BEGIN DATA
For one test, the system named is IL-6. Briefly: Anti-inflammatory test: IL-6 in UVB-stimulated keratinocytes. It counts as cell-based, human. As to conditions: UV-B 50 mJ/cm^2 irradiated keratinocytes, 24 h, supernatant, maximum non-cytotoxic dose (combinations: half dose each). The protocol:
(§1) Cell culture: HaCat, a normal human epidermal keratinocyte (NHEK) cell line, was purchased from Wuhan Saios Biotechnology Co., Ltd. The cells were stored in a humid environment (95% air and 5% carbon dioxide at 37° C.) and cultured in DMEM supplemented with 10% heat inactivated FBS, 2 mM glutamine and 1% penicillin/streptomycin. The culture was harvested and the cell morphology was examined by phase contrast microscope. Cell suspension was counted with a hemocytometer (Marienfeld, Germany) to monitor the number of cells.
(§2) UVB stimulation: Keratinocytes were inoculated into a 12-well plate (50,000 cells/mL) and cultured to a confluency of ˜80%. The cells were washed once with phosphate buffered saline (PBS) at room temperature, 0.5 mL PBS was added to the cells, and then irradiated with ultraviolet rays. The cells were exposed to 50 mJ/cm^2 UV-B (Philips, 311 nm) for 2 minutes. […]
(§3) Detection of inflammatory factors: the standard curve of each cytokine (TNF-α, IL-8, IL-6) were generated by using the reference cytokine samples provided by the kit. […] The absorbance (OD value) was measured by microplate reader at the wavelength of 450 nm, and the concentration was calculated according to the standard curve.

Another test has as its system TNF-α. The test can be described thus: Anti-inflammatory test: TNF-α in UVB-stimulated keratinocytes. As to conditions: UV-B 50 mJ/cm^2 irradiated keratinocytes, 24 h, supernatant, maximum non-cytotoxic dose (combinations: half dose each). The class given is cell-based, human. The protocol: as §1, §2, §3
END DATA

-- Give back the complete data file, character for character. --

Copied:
For one test, the system named is IL-6. Briefly: Anti-inflammatory test: IL-6 in UVB-stimulated keratinocytes. It counts as cell-based, human. As to conditions: UV-B 50 mJ/cm^2 irradiated keratinocytes, 24 h, supernatant, maximum non-cytotoxic dose (combinations: half dose each). The protocol:
(§1) Cell culture: HaCat, a normal human epidermal keratinocyte (NHEK) cell line, was purchased from Wuhan Saios Biotechnology Co., Ltd. The cells were stored in a humid environment (95% air and 5% carbon dioxide at 37° C.) and cultured in DMEM supplemented with 10% heat inactivated FBS, 2 mM glutamine and 1% penicillin/streptomycin. The culture was harvested and the cell morphology was examined by phase contrast microscope. Cell suspension was counted with a hemocytometer (Marienfeld, Germany) to monitor the number of cells.
(§2) UVB stimulation: Keratinocytes were inoculated into a 12-well plate (50,000 cells/mL) and cultured to a confluency of ˜80%. The cells were washed once with phosphate buffered saline (PBS) at room temperature, 0.5 mL PBS was added to the cells, and then irradiated with ultraviolet rays. The cells were exposed to 50 mJ/cm^2 UV-B (Philips, 311 nm) for 2 minutes. […]
(§3) Detection of inflammatory factors: the standard curve of each cytokine (TNF-α, IL-8, IL-6) were generated by using the reference cytokine samples provided by the kit. […] The absorbance (OD value) was measured by microplate reader at the wavelength of 450 nm, and the concentration was calculated according to the standard curve.

Another test has as its system TNF-α. The test can be described thus: Anti-inflammatory test: TNF-α in UVB-stimulated keratinocytes. As to conditions: UV-B 50 mJ/cm^2 irradiated keratinocytes, 24 h, supernatant, maximum non-cytotoxic dose (combinations: half dose each). The class given is cell-based, human. The protocol: as §1, §2, §3